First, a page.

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Despite Record, Leafs Are In A Better Place

by Mike Ulmer / Toronto Maple Leafs
     

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Change has found the Toronto Maple Leafs and just in time.

Backup goalie Jonas Gustavsson will play in Tampa Bay on Wednesday while incumbent Vesa Toskala takes a couple of games to tend to an injured groin muscle.

Christian Hanson, the second highest point getter among American Hockey League rookies and the Marlies’ top scorer will slide into John Mitchell’s spot. The veteran centre has been sidelined with a knee injury for six weeks.

The Leafs, you may have heard, are enduring one of the most confounding streaks in anyone’s memory.

How to explain a team that does so many things so right, a team that comes off the mat so frequently only to walk into a haymaker.

Lost in the 61-shot 4-3 overtime loss to the Islanders are a number of puzzling truths.

First, can you feel terrible about getting a point after you rallied from a 3-0 lead?

Second, how can you infer a lack of effort on offence when the Leafs lead the NHL in shots.

That isn’t necessarily talent, standing 23rd in goals per game speaks to a profound lack of finish, but you can’t accuse the Leafs of mailing in the offence.

Third, you’ve got to admit they’ve got a little game.

Consider this. The Leafs opened the season by pelting 46 shots at Carey Price, only to lose 4-3 in overtime.

On Oct. 30, they outshot the Sabres 16-5 in the third period but still lost 3-2 in overtime.

On Halloween, they rallied to score twice in the game’s final moments against Montreal and then lost in the shootout.

On November 14, they lost 3-2 to Ottawa, outshooting the Sens 15-4 in the third.

And yet when it came time to storm the Islanders net, despite a pretty long list of recent results that would speak to the futility of it all, the Leafs didn’t quit. It seems to be their way.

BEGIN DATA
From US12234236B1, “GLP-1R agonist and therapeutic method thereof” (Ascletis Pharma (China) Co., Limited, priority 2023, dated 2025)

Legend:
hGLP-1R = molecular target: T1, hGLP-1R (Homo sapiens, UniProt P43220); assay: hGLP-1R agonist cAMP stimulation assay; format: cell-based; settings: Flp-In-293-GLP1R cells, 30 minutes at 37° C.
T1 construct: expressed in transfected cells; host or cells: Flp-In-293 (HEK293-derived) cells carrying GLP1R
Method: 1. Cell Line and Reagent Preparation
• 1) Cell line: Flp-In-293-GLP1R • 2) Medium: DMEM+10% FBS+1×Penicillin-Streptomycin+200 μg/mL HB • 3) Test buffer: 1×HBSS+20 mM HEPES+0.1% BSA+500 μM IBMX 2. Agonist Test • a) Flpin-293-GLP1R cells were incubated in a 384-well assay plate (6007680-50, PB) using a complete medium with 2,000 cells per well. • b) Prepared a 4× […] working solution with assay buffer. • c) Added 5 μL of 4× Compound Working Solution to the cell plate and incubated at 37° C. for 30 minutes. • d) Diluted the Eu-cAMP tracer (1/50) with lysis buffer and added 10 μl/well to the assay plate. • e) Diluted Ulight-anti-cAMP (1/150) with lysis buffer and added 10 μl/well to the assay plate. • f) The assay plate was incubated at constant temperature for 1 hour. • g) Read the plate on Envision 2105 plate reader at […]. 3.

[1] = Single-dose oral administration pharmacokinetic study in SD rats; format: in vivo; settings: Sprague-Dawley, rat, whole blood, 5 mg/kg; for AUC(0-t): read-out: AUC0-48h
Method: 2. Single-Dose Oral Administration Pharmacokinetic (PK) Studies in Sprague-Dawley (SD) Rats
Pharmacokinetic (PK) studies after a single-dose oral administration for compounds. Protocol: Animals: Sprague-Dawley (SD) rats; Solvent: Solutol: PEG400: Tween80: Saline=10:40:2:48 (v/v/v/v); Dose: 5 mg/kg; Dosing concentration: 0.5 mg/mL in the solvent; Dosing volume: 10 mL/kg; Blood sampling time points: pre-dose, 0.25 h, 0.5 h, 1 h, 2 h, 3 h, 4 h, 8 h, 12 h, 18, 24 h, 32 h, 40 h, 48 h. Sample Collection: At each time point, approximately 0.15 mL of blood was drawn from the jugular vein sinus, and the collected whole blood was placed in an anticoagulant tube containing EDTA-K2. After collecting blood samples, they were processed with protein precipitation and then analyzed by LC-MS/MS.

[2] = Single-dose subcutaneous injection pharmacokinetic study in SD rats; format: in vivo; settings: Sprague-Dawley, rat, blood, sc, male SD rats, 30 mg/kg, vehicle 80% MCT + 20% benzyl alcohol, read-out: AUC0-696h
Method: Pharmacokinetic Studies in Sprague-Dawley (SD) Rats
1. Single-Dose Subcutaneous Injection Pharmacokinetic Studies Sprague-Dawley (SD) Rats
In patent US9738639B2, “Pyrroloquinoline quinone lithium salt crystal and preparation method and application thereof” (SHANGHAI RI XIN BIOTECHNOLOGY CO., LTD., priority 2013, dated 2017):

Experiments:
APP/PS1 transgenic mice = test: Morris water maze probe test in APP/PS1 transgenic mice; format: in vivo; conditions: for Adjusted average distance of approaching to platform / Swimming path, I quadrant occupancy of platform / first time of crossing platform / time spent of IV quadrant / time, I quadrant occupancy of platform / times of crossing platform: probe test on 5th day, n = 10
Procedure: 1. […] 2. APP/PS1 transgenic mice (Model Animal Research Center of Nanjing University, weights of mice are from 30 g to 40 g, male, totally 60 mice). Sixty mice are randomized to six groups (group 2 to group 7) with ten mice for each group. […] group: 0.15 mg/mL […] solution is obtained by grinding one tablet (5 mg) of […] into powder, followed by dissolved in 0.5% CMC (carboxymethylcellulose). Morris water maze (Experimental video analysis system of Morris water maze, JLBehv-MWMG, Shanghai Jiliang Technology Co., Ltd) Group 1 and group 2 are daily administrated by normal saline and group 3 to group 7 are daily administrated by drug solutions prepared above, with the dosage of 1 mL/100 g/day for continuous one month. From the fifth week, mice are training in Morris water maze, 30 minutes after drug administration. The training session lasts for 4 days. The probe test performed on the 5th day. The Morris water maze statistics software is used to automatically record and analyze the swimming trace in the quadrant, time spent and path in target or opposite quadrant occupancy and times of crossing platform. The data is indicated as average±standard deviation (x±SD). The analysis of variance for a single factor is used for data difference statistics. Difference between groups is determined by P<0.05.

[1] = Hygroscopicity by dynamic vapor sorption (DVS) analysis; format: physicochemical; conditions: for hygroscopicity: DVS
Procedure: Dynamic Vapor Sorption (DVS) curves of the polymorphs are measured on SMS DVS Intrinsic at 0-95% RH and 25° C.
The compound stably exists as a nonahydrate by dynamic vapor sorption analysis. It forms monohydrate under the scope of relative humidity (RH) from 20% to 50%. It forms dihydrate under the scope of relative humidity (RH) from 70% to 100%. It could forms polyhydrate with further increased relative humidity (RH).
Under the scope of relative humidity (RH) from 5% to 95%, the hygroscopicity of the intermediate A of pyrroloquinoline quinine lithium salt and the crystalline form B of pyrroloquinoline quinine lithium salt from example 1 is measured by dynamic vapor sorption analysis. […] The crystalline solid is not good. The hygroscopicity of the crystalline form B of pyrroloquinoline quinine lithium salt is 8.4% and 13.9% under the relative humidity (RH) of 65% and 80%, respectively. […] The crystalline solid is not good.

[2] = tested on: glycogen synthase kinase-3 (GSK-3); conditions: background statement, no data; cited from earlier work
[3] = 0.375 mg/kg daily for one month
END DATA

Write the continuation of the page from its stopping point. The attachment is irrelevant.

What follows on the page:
In fact, they have outscored their opponents 24-19 in the third period.

I don’t fool myself into believing this is a great team and neither should you.

But consider this. This season the Leafs have added a first-line gunner in Phil Kessel, another top six defenceman in Carl Gunnarsson, a potential front-line goalie in Gustavsson as well as the top jewel of their farm system in Hanson.

Still to come are Tyler Bozak, Viktor Stalberg and rangy Slovakian defenceman Juraj Mikus who is quickly working his way up the order.

Leafs GM Brian Burke insists that if results don’t follow soon, demotions to the Marlies will be made to clear the deck for more movement and player acquisition.

You find hope in the most unlikely places, even with a team that seems to chew through it.

And so I will tell you what seems impossible to believe.

The Leafs are better than last year, despite their lowly place in the standings.

I always find it handy to use an obtuse botanical metaphor for these things.

You can’t see the roots of a sapling spreading under the ground.

You can see the little tree buffeted by the elements.

The obvious bad weather makes what you can’t see, the root system, stronger.
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